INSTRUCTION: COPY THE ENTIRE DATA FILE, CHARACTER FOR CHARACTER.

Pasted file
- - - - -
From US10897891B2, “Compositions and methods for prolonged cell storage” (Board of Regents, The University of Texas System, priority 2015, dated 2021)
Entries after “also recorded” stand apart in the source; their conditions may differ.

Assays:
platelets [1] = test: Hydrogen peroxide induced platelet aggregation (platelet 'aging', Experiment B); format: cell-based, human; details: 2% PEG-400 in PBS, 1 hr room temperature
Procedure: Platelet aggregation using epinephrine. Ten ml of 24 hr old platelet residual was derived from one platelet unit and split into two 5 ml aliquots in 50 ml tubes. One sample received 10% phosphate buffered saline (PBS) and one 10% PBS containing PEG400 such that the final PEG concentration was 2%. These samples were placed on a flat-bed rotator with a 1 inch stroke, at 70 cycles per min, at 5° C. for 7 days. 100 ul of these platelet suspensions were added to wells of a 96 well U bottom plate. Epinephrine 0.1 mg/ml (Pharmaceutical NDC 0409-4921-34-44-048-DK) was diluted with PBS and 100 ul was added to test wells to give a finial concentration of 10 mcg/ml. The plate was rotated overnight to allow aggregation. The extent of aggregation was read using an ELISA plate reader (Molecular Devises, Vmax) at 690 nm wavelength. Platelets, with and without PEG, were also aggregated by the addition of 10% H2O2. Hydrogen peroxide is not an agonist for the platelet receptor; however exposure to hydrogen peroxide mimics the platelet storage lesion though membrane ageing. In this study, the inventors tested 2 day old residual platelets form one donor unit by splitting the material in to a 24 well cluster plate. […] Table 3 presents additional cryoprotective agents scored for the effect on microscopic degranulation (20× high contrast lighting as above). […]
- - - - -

From US10897891B2, “Compositions and methods for prolonged cell storage” (Board of Regents, The University of Texas System, priority 2015, dated 2021)
Entries after “also recorded” stand apart in the source; their conditions may differ.

Assays:
platelets [1] = test: Hydrogen peroxide induced platelet aggregation (platelet 'aging', Experiment B); format: cell-based, human; details: 2% PEG-400 in PBS, 1 hr room temperature
Procedure: Platelet aggregation using epinephrine. Ten ml of 24 hr old platelet residual was derived from one platelet unit and split into two 5 ml aliquots in 50 ml tubes. One sample received 10% phosphate buffered saline (PBS) and one 10% PBS containing PEG400 such that the final PEG concentration was 2%. These samples were placed on a flat-bed rotator with a 1 inch stroke, at 70 cycles per min, at 5° C. for 7 days. 100 ul of these platelet suspensions were added to wells of a 96 well U bottom plate. Epinephrine 0.1 mg/ml (Pharmaceutical NDC 0409-4921-34-44-048-DK) was diluted with PBS and 100 ul was added to test wells to give a finial concentration of 10 mcg/ml. The plate was rotated overnight to allow aggregation. The extent of aggregation was read using an ELISA plate reader (Molecular Devises, Vmax) at 690 nm wavelength. Platelets, with and without PEG, were also aggregated by the addition of 10% H2O2. Hydrogen peroxide is not an agonist for the platelet receptor; however exposure to hydrogen peroxide mimics the platelet storage lesion though membrane ageing. In this study, the inventors tested 2 day old residual platelets form one donor unit by splitting the material in to a 24 well cluster plate. […] Table 3 presents additional cryoprotective agents scored for the effect on microscopic degranulation (20× high contrast lighting as above). […]